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Simple Pillow Tutorial with Clothesline Piping

At the beginning of the Stay At Home order, I felt the need to clean. That lasted about 2 weeks, then my focus turned to recipes and obsessing over what I could cook with what I could actually find at the grocery store. While I'm still cooking, I'm kind of over it. Now, my focus has turned to sewing. In the last week I have made a slipcover for a couch, a new cover for our window seat cushion, a table topper, and now I am in the throws of pillow making. I can't really explain it, except I'm doing whatever keeps my hands and thoughts occupied. Don't get me wrong, I'm a habitual nester and LOVE to be at home, but I'm starting to feel anxious about the trickle down effects of the coronavirus, which obviously is beyond my control. Sewing takes time and concentration, plus you have the added bonus of creating something and thus a feeling of productivity and accomplishment. It's therapy and a win, win for me!!

A couple of weeks ago I introduced one of the new fabrics for our playroom/sunroom when I shared how to make a simple table topper/square.

I had plenty of fabric leftover as my plan has always been to make new pillows to replace the old blue ones that have occupied our window seat for YEARS.

I removed the cover with a seam ripper as I wanted to reuse the pillow forms. By the way, Ikea is a great place to purchase inexpensive down pillow forms. They also have a poly fill option, which is even less expensive. Without looking, I think the down are around $12 for the 26x26 ", which is what these are.

Because the form is 26x26", I cut my fabric 27x27". I like plenty of seam allowance, especially when I'm going to have to sew it closed. Because these will be used seasonally , I had planned to put a zipper in them, but unfortunately Walmart didn't have any and due to the virus, I did not want to go to JoAnn's.

The color is a bit off here and I have no clue what that spot is in the fabric, but for the piping, I cut a 2" strip out of this blue and white ticking fabric that I also ordered for the sunroom.

And because our Walmart does not carry plain cording, I bought this 50 foot Clothesline for $1.88. I have used it on every project recently, and I must admit it works just fine and is a fraction of the cost of "true" cording.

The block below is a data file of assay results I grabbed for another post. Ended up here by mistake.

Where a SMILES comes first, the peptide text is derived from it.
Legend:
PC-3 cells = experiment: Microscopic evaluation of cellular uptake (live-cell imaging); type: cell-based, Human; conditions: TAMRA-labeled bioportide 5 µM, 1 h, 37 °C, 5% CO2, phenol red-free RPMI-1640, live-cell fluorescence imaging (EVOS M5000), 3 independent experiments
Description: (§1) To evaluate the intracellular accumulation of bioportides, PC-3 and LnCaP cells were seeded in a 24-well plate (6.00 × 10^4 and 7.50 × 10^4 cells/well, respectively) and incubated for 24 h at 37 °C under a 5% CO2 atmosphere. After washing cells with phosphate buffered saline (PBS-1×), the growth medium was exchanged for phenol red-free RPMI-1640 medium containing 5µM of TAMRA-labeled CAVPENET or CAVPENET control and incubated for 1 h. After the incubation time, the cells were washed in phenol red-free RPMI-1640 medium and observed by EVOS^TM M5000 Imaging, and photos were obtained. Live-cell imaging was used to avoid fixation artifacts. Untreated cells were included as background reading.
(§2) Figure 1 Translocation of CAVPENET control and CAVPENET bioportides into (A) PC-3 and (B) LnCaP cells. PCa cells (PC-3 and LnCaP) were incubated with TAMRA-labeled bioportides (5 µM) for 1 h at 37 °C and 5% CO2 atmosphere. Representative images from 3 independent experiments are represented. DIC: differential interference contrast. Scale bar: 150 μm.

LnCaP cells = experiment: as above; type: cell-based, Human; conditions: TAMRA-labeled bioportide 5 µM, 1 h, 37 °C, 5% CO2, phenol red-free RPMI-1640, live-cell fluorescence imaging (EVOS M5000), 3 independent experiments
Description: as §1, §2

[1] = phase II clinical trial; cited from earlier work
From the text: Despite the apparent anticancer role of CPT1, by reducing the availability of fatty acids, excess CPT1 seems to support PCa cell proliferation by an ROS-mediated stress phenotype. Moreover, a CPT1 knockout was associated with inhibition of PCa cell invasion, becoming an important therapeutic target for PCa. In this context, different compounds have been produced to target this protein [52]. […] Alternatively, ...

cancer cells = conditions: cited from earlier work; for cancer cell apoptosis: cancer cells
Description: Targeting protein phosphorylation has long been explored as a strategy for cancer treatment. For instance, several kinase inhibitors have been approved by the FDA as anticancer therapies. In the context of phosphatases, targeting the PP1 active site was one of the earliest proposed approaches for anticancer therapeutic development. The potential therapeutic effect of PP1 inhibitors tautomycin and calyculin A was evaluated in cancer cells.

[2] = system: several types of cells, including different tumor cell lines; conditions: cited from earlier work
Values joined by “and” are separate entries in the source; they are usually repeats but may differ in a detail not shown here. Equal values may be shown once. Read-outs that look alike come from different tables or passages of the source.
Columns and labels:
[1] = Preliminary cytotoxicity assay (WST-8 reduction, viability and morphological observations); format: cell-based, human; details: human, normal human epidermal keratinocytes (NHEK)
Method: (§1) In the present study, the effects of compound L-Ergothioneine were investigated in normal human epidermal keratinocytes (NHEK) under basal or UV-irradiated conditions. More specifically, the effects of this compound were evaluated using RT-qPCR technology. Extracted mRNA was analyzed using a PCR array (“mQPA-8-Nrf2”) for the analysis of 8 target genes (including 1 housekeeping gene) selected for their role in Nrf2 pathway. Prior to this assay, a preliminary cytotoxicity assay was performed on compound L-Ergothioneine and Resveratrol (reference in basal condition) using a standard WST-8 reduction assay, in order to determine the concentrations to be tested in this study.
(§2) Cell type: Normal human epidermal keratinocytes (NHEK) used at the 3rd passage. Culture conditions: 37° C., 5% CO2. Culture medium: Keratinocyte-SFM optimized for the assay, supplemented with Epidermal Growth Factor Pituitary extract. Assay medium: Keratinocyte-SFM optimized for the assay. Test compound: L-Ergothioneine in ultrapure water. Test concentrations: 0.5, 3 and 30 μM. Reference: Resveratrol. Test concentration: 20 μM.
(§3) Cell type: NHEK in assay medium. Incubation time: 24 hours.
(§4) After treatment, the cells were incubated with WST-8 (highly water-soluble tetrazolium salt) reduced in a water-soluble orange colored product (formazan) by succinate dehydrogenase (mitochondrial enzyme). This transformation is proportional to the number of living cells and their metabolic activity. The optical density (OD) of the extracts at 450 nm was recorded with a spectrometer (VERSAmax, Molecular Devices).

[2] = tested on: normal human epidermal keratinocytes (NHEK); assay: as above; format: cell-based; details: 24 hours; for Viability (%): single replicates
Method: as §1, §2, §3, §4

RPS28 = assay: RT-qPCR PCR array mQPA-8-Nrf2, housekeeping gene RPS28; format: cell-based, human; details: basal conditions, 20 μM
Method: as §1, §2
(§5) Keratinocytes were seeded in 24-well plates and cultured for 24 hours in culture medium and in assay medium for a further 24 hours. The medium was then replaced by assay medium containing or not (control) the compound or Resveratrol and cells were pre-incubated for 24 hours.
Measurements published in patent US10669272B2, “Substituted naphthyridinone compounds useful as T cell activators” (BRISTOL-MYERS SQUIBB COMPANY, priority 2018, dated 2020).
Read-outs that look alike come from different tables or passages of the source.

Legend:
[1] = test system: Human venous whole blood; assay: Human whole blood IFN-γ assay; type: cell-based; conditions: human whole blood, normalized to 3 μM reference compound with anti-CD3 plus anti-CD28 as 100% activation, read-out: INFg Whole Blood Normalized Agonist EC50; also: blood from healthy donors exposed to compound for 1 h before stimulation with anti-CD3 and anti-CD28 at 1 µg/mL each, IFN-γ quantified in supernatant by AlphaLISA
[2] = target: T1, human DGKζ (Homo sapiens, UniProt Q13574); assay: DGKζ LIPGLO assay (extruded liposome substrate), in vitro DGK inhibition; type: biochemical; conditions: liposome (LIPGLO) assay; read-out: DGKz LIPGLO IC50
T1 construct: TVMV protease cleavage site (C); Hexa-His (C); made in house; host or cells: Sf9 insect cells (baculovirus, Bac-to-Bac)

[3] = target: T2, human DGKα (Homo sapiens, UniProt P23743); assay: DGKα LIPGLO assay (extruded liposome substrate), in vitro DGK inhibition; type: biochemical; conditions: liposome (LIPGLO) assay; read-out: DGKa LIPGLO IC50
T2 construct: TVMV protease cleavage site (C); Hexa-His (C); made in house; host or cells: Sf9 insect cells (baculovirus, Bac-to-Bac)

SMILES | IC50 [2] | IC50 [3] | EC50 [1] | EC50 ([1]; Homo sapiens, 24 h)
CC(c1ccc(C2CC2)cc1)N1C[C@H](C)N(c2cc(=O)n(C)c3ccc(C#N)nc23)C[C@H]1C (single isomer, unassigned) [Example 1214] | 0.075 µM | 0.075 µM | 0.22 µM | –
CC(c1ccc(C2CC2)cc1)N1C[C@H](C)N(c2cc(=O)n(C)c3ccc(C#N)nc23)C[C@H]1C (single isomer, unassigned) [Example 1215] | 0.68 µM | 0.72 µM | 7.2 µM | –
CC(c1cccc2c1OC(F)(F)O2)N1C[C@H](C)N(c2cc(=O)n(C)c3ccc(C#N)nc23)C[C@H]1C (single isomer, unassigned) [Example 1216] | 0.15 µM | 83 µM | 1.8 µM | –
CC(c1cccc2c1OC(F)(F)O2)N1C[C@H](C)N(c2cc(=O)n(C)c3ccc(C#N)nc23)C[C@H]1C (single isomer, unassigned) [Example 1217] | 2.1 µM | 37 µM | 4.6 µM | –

On low heat, I ironed the clothesline as it does come out of the package with some kinks in it.

I measured out enough piping for two pillows and made one long continuous piece. For a more detailed tutorial on how to make custom piping see this post.

With right sides together, pin the cording in between the front and back of the pillow cover. A good rule of thumb is to always make sure your raw edges are going in the same direction.

At the corners, make cuts so that your piping can easily curve. Stitch all 3 layers together leaving a large enough opening at the bottom to place your pillow through.

When finished, cut diagonally at the corners and trim seam allowances.

Press open seam allowances, turn inside out and stuff the pillow form through the opening.

Pin together and then stitch closed the opening. Here I show where part is pinned and part is sewn. Again, I would have preferred to put in a zipper, but it was not to be.

One pillow down and one more to go and then both will find their home on the window seat.

I will say that as we all continue to maneuver through these uncharted waters, I am learning things about life and myself. There are concessions to be made, and I am flexible enough and resourceful enough to make them. I'm learning to get by with what I have and what's readily available, and that's not such a bad thing.

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